The World Health Organisation has made the recommendation that all men who have sex with men should start taking PrEP, medication that could prevent HIV infection, regardless of their current HIV status.
In a revision of its HIV prevention guidelines, the WHO has urged that all MSM (men who have sex with men) begin taking PrEP, pre-exposure prophylaxis, which is up to 92% effective in the prevention of HIV infection.
Despite the treatment’s effectiveness, the World Health Organisation acknowledges that the criminalisation of homosexuality in certain countries makes their own recommendations difficult to realise:
“Implementation may prove challenging, however, where access to services and provision of alternative prevention tools are limited or lacking. Issues of criminalization, stigma and discrimination, and violence should be considered during implementation, especially where same-sex behavior is illegal.”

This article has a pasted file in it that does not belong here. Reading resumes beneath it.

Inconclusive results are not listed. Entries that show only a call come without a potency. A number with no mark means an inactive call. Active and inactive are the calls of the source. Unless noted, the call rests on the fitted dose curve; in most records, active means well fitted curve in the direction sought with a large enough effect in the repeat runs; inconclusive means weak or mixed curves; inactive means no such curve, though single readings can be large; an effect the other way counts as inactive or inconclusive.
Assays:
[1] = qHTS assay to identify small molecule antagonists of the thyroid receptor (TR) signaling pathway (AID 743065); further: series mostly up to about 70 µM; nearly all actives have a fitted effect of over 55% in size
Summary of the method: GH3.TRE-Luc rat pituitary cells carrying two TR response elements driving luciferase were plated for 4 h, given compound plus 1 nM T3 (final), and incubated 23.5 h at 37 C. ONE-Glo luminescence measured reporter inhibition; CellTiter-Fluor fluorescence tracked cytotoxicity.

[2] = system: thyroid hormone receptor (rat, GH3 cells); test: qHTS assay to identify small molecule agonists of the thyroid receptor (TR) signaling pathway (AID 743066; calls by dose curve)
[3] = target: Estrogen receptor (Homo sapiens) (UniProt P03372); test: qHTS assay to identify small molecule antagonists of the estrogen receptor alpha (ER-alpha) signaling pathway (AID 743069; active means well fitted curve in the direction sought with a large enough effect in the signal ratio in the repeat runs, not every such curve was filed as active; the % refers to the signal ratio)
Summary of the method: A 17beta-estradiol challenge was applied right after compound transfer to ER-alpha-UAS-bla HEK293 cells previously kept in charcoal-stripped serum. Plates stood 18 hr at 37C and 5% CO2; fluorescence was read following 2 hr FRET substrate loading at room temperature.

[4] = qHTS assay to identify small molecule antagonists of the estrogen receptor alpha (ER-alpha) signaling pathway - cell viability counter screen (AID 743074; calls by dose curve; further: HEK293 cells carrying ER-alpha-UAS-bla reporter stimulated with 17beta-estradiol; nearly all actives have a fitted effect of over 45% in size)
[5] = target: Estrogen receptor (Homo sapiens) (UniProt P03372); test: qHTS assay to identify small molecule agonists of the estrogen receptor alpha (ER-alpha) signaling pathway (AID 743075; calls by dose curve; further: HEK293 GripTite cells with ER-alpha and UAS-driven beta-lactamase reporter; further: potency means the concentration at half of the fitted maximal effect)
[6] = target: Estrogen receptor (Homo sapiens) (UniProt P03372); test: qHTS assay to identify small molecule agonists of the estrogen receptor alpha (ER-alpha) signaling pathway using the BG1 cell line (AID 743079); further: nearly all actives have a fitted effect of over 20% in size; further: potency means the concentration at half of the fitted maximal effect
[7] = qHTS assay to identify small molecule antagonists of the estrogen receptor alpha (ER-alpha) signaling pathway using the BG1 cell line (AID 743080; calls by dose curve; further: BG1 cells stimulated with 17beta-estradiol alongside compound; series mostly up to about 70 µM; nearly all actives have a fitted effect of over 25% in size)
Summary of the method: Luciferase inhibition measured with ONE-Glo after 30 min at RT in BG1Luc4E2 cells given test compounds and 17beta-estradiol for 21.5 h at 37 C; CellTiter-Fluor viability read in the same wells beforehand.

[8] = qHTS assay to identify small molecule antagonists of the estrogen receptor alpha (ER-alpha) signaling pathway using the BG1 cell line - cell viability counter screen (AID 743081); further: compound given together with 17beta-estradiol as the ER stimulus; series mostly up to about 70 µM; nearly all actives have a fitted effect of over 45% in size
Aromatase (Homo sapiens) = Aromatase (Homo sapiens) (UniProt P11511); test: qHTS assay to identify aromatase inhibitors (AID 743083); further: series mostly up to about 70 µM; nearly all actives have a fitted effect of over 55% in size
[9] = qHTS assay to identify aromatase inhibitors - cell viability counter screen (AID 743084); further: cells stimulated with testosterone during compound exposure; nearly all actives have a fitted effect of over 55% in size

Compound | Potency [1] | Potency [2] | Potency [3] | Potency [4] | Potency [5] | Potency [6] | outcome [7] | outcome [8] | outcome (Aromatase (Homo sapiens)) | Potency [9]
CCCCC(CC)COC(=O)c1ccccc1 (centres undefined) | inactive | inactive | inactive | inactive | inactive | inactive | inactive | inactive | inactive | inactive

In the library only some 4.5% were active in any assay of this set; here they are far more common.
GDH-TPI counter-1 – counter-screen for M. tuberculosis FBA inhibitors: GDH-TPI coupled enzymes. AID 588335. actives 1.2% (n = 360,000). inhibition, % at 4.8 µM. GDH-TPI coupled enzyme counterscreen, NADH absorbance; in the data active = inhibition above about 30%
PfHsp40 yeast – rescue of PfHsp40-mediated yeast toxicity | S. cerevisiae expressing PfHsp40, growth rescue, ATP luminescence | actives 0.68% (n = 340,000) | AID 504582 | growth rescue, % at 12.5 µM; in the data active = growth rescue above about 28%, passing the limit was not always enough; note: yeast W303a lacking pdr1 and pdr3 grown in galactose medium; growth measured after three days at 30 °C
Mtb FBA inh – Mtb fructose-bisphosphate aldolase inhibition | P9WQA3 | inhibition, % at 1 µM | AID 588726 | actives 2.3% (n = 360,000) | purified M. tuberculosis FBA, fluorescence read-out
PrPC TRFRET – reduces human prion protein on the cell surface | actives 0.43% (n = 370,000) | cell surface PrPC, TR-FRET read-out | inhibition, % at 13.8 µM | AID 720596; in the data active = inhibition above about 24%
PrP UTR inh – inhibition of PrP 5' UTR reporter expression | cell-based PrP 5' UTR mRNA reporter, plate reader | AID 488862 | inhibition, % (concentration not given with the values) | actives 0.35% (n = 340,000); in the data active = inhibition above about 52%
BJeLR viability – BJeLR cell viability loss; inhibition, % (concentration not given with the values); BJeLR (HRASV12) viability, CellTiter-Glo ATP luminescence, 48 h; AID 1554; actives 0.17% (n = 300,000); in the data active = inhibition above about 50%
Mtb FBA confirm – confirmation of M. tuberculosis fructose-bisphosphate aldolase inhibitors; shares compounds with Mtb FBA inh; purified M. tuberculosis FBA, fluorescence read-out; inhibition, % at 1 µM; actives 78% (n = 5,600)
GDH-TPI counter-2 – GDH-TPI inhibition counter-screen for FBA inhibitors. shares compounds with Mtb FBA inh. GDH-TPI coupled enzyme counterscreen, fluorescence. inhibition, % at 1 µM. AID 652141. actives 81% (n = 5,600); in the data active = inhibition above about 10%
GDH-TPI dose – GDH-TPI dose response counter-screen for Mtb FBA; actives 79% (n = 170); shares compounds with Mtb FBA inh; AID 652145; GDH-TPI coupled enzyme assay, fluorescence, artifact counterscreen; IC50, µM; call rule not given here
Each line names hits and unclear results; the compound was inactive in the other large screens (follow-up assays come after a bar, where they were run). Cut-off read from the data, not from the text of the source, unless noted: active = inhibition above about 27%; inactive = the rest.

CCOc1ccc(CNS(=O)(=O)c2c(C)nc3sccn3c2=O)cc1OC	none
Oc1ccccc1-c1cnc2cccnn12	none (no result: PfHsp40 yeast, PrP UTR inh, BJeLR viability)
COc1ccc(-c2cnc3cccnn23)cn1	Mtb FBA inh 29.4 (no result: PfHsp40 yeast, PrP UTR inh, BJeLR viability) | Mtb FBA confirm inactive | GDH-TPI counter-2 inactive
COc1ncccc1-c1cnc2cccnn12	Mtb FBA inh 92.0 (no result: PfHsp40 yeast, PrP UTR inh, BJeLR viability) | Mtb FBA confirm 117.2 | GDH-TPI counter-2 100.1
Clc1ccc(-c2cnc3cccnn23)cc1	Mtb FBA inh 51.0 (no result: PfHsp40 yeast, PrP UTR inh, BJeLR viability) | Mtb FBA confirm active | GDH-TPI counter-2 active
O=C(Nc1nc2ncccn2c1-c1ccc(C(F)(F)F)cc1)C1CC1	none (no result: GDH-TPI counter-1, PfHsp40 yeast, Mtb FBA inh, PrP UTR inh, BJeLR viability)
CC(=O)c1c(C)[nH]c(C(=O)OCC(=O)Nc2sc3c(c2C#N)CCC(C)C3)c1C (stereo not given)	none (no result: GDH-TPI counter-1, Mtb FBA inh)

The treatment, however, is not without its controversy. PrEP, known also as Truvada in the United States, has been branded as a “party drug” by some HIV/AIDS charities, because of the attitude to it.
As The Atlantic reports:
The WHO’s announcement comes on the heels of a similar policy from the Centers for Disease Control and Prevention, which recommended in May that health workers offer PrEP, marketed in the U.S. under the brand name Truvada, to people at high risk of infection, including gay and bisexual men, injection drug users, and women who sleep with men of unknown HIV status. Long used by HIV-positive patients to stave off AIDS, Truvada sparked a bitter debate after it was approved as a prophylaxis in 2012. While some hailed its preventive properties, others—including many in the LGBT community—argued that it would quickly become a risky replacement for condom use.
“If something comes along that’s better than condoms, I’m all for it, but Truvada is not that,” Michael Weinstein, president of the AIDS Healthcare Foundation told the Associated Press in April. “Let’s be honest: It’s a party drug.”